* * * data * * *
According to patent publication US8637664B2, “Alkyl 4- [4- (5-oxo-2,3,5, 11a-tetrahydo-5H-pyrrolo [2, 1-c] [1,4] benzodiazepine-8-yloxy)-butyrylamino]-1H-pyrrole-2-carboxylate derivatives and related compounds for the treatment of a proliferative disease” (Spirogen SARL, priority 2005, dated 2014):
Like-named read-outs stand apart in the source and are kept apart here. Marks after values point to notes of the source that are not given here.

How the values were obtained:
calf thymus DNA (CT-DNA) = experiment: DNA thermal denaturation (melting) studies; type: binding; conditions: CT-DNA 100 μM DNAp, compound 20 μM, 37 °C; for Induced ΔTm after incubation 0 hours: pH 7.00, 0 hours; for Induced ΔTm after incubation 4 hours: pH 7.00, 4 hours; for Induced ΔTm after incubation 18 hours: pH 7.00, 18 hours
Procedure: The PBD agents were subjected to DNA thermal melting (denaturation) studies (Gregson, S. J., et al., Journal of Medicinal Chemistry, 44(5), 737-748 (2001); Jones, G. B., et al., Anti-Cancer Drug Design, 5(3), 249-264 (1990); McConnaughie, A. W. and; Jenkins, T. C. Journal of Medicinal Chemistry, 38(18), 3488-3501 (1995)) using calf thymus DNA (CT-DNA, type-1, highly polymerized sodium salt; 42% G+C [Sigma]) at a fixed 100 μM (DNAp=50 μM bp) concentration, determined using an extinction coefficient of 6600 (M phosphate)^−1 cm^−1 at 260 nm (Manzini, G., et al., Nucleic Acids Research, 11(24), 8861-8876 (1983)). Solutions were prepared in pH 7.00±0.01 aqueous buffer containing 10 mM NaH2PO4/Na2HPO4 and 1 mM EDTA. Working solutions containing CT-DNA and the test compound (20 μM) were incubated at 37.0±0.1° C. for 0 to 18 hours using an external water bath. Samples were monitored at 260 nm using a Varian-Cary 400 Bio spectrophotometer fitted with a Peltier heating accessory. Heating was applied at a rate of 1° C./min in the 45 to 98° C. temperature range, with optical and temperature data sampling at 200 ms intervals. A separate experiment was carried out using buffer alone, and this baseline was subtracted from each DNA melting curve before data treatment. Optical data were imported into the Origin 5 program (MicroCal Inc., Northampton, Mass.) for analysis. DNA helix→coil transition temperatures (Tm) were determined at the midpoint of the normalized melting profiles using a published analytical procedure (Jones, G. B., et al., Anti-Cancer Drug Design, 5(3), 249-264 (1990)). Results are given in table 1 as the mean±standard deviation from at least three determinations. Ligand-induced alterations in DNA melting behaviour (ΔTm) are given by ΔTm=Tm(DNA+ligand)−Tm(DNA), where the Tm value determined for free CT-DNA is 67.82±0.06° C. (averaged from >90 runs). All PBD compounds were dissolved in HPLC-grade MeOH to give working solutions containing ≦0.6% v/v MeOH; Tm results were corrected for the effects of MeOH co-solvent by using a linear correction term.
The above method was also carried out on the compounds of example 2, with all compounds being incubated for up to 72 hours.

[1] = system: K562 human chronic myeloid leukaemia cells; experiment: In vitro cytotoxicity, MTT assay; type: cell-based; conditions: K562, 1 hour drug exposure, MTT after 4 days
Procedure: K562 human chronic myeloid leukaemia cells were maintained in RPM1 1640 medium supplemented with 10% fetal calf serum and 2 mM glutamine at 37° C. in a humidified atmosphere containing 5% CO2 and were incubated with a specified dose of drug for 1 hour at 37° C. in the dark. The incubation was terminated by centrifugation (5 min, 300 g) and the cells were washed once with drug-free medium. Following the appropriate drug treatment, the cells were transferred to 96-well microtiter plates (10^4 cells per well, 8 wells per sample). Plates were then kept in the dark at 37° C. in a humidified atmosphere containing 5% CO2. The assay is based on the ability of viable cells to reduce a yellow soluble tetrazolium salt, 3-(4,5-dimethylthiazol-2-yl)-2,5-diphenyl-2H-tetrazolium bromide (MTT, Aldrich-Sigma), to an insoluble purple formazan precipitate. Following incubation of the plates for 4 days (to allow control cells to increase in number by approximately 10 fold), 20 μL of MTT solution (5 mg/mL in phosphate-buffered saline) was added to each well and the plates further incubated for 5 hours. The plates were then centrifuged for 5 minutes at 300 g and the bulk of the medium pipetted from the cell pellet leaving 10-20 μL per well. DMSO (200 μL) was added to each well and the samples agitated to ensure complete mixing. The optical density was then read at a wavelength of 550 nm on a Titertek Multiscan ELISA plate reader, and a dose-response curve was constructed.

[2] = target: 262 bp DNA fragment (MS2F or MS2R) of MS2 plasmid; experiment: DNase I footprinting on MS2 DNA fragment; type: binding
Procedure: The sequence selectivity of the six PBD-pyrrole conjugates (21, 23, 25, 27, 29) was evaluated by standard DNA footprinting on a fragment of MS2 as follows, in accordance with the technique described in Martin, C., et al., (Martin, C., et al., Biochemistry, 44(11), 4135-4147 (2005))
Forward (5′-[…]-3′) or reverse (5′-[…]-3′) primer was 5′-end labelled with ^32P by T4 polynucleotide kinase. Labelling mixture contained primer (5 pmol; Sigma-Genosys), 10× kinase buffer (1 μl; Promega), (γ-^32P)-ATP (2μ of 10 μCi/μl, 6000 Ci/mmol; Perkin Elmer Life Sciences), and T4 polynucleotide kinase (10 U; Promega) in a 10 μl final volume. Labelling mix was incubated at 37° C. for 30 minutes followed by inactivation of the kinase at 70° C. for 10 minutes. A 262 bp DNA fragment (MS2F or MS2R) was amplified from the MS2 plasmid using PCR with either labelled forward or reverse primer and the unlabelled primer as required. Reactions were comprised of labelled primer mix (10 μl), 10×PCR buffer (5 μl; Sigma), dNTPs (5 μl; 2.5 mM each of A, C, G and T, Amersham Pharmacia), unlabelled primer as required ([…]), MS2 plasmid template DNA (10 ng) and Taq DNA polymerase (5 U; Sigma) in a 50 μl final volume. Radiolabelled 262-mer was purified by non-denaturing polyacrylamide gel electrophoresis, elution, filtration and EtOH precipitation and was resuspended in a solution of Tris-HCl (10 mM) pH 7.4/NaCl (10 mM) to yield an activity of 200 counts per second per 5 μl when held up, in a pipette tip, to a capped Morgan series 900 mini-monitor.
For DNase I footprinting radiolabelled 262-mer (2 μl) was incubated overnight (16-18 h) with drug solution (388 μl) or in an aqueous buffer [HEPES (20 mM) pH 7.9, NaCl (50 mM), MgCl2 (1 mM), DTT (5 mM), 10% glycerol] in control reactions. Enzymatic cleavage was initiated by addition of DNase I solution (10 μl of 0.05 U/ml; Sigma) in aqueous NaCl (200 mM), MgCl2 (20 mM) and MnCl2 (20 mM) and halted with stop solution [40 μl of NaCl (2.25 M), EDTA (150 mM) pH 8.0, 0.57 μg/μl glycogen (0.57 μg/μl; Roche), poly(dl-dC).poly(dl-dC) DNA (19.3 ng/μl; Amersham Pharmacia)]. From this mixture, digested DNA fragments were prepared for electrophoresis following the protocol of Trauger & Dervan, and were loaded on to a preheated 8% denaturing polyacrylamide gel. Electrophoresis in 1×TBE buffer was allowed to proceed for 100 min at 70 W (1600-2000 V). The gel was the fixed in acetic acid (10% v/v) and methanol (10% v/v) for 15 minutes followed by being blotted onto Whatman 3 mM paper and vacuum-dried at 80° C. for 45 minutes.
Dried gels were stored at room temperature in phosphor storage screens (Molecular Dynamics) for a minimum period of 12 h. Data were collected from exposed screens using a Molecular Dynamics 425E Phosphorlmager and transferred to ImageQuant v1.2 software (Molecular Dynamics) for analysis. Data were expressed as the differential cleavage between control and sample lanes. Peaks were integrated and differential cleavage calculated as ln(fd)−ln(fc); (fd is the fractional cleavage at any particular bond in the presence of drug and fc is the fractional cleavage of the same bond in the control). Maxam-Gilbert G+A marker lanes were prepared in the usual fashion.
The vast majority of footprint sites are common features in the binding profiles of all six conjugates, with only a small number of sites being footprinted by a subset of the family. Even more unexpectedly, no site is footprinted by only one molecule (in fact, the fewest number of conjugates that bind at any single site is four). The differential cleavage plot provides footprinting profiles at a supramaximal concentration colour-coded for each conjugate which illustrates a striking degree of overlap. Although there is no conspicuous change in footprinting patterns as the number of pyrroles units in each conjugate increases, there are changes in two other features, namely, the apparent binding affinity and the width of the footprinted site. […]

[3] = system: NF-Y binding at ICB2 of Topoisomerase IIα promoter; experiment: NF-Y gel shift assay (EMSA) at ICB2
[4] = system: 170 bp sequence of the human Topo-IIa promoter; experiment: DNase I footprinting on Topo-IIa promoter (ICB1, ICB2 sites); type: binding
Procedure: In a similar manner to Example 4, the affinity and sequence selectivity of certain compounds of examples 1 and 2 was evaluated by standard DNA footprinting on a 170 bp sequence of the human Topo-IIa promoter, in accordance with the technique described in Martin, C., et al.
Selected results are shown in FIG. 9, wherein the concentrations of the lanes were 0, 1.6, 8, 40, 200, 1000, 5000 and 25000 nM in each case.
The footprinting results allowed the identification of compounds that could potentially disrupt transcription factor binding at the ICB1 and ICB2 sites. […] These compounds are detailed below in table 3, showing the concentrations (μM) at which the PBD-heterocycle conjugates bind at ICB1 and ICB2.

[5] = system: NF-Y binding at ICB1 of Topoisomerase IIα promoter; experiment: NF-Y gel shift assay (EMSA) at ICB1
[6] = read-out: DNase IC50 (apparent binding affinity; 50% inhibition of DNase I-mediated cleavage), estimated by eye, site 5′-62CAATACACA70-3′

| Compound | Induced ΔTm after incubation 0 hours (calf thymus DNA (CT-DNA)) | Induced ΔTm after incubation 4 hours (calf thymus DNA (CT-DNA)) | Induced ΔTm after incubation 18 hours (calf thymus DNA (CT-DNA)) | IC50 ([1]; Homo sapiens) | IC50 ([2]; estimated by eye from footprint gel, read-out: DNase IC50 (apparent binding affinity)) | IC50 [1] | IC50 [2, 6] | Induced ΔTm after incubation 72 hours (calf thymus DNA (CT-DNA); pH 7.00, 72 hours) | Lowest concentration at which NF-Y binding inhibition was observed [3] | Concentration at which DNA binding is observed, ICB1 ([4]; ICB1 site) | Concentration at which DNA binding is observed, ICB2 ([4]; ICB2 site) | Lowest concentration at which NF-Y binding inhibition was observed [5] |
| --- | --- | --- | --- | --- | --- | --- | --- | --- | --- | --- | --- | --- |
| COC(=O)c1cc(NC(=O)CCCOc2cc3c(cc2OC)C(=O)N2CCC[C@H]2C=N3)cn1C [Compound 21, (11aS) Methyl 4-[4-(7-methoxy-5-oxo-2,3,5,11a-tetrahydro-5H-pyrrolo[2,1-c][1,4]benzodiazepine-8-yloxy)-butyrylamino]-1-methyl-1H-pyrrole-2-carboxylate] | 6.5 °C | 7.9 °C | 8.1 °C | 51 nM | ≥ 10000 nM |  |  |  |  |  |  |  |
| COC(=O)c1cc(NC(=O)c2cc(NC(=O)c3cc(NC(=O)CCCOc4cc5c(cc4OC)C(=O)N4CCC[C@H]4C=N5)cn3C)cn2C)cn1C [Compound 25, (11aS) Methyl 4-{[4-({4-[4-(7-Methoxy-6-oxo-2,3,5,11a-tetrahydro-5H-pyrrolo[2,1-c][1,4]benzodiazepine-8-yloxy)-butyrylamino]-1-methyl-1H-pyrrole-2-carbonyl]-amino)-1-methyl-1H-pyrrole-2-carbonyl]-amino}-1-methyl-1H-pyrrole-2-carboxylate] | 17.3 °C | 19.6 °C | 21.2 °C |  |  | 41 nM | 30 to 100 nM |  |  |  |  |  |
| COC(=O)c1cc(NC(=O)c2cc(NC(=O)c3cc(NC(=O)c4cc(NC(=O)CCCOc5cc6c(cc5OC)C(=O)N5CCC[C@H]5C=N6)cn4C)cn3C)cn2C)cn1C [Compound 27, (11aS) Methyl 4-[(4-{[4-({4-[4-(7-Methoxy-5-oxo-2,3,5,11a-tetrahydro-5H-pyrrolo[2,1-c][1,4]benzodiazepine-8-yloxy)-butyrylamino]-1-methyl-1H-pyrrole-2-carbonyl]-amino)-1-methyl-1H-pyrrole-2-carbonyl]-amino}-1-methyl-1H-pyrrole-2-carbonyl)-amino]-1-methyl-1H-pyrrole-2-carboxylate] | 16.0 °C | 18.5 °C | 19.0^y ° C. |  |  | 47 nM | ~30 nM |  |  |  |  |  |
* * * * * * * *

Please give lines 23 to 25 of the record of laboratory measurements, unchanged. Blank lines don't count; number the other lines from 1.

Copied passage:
| --- | --- | --- | --- | --- | --- | --- | --- | --- | --- | --- | --- | --- |
| COC(=O)c1cc(NC(=O)CCCOc2cc3c(cc2OC)C(=O)N2CCC[C@H]2C=N3)cn1C [Compound 21, (11aS) Methyl 4-[4-(7-methoxy-5-oxo-2,3,5,11a-tetrahydro-5H-pyrrolo[2,1-c][1,4]benzodiazepine-8-yloxy)-butyrylamino]-1-methyl-1H-pyrrole-2-carboxylate] | 6.5 °C | 7.9 °C | 8.1 °C | 51 nM | ≥ 10000 nM |  |  |  |  |  |  |  |
| COC(=O)c1cc(NC(=O)c2cc(NC(=O)c3cc(NC(=O)CCCOc4cc5c(cc4OC)C(=O)N4CCC[C@H]4C=N5)cn3C)cn2C)cn1C [Compound 25, (11aS) Methyl 4-{[4-({4-[4-(7-Methoxy-6-oxo-2,3,5,11a-tetrahydro-5H-pyrrolo[2,1-c][1,4]benzodiazepine-8-yloxy)-butyrylamino]-1-methyl-1H-pyrrole-2-carbonyl]-amino)-1-methyl-1H-pyrrole-2-carbonyl]-amino}-1-methyl-1H-pyrrole-2-carboxylate] | 17.3 °C | 19.6 °C | 21.2 °C |  |  | 41 nM | 30 to 100 nM |  |  |  |  |  |